"Have you ever seen anything so full of splendor?"This is Dolores' go-to phrase as she finds herself awakened not in Westworld, but in our world. From the looks of things, these are Dolores' very early days, when she's still a fresh, young robot. She's in the presence of Arnold (Jeffrey Wright), who is kind and caring and clearly starting to think of Dolores not as a machine but as an actual individual.Arnold shows Dolores the real world, full of skyscrapers, which blows her dang robot mind. "It looks like the stars are scattered across the ground!" she exclaims. "Have you ever seen anything so full of splendor?" These moments between Arnold and Dolores are kind and caring, and are a sharp contrast to what happens to Dolores later in the episode.In still another flashback sequence, Logan (Ben Barnes) returns, and we learn his full name is Logan Delos. That name should sound familiar to you, since they're the company that owns Westworld. Logan is chilling at a swanky bar when he's approached by members of the "Argos Initiative" who want to show him a few things. Those few things turn out to be robots. And here's a twist: it turns out everyone in the bar is a robot. It's a chilling, awe-inspiring moment, and Logan is suitably shocked. He can't believe how life-like these hosts are. You can practically sense him itching to grab his checkbook and invest.Time keeps on ticking on, though, and Logan is soon drifting out of the picture. Westworld is fully built now, and the robots are inhabiting the world and running through their loops. Logan's father, rich, imposing man James Delos (Peter Mullan) is feeling a bit unhappy about the entire investment, and makes this displeasure known to William (Jimmi Simpson), AKA the younger version of the Man in Black.As James Delos sees it, Westworld is little more than a place for the wealthy to act out their fantasies, and he's not particularly interested in that. William, however, sees bigger, and more morally questionable things, in store. It's here we learn of Westworld's true nature: William and company are using the park to gather personal info (and possibly more) on the human hosts. In other words, William is pulling a Zuckerberg and stealing personal data.Of course, it's worth noting that William and James have this entire conversation in front of a frozen Dolores, who will later remember it and use it to her advantage.Speaking of Dolores, when we next see her in a flashback, she's playing the piano at James Delos' retirement party. William is at the party too, along with his wife – James Delos' daughter – and his own daughter, Emily. Dolores casts a sad, longing look in William's direction, which makes us wonder: is she remembering their love affair in the park? Has that even happened yet? It's hard to tell. Later, Delores goes outside and runs into Logan, who is stoned on FUTURE DRUGS. Far out, man.One final flashback jumps forward a little further. William has now aged a bit – his hair is starting to gray and his face looks more haggard. He wakes an offline Dolores up in the bowels of Westworld, and proceeds to act like a real prick to her. "You really are just a thing," he says. "I can't believe I fell in love with you." Not cool, William. Not cool.William takes Dolores out into the park and shows her...something. It's not entirely clear what it is, but there's some sort of construction going on in a secret portion of the park. "Have you ever seen anything so full of splendor?" William asks her with a touch of smugness. Man, this William fellow is a bit of a jerk, let me tell you!westworld dolores maeve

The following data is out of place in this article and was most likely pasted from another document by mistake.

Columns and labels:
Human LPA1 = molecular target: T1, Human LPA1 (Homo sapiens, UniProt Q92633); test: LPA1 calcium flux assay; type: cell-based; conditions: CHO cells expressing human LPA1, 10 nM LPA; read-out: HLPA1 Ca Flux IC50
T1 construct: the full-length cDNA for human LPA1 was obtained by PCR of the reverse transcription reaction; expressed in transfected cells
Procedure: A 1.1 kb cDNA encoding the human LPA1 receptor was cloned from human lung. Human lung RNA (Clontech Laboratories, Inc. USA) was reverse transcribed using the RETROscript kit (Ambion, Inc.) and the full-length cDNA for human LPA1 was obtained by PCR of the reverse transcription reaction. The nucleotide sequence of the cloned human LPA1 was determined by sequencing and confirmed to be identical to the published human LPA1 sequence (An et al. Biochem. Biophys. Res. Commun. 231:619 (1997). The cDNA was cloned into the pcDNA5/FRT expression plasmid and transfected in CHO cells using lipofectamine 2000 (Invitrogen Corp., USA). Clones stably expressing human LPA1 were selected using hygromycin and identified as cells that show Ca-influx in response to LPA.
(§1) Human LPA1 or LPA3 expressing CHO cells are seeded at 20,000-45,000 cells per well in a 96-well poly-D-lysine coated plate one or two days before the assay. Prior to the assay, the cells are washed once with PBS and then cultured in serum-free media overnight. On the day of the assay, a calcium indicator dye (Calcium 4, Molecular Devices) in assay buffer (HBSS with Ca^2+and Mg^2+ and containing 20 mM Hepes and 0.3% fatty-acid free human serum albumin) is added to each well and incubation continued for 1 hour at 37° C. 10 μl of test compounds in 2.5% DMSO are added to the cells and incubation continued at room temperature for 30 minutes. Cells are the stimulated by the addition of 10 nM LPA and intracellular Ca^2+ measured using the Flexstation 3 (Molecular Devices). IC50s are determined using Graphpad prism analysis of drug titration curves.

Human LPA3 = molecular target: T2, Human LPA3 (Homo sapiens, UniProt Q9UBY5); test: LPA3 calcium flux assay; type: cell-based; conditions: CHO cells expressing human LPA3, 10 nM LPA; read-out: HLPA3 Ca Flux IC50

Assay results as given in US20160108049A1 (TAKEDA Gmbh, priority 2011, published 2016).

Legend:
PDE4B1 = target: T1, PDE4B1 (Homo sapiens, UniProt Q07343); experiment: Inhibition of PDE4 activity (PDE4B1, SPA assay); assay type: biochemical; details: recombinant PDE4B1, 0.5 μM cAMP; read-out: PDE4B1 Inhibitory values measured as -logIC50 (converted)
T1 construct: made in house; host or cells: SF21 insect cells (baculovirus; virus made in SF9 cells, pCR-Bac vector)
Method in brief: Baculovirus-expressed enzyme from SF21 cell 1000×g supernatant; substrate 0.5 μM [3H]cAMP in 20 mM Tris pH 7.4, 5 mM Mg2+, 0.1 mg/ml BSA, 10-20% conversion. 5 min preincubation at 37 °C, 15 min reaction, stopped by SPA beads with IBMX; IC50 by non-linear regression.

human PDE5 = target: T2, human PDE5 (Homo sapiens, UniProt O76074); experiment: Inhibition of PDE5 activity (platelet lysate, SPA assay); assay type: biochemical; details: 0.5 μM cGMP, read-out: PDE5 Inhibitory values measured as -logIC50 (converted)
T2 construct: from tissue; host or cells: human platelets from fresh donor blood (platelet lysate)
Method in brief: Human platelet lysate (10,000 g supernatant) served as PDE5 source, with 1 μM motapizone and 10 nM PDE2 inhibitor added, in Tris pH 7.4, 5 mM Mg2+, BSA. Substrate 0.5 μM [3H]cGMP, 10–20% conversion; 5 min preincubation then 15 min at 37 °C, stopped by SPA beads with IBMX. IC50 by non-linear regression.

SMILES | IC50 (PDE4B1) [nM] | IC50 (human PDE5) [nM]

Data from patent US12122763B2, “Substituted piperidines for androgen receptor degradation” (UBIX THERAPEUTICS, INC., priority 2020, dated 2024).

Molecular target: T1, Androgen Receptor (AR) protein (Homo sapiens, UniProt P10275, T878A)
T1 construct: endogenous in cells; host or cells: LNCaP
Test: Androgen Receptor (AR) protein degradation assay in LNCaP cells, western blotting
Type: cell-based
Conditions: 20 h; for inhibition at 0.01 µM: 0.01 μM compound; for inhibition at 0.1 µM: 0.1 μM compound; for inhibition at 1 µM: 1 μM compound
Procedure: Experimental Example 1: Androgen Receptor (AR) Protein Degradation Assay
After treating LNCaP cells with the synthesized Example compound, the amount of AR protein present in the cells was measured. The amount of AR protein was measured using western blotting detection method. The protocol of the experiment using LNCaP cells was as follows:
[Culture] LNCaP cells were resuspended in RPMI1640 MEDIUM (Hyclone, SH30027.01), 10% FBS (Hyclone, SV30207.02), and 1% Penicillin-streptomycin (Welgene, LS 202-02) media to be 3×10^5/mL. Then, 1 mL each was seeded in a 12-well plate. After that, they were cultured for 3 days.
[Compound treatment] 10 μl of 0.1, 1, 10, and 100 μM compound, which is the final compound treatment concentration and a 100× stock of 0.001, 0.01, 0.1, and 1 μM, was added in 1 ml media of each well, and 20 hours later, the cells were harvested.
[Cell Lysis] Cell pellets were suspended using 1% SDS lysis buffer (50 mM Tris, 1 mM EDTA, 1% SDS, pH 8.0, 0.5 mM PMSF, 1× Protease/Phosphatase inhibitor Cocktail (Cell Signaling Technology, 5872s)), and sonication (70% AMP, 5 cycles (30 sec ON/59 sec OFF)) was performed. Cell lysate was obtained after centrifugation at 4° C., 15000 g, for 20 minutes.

After The Revolution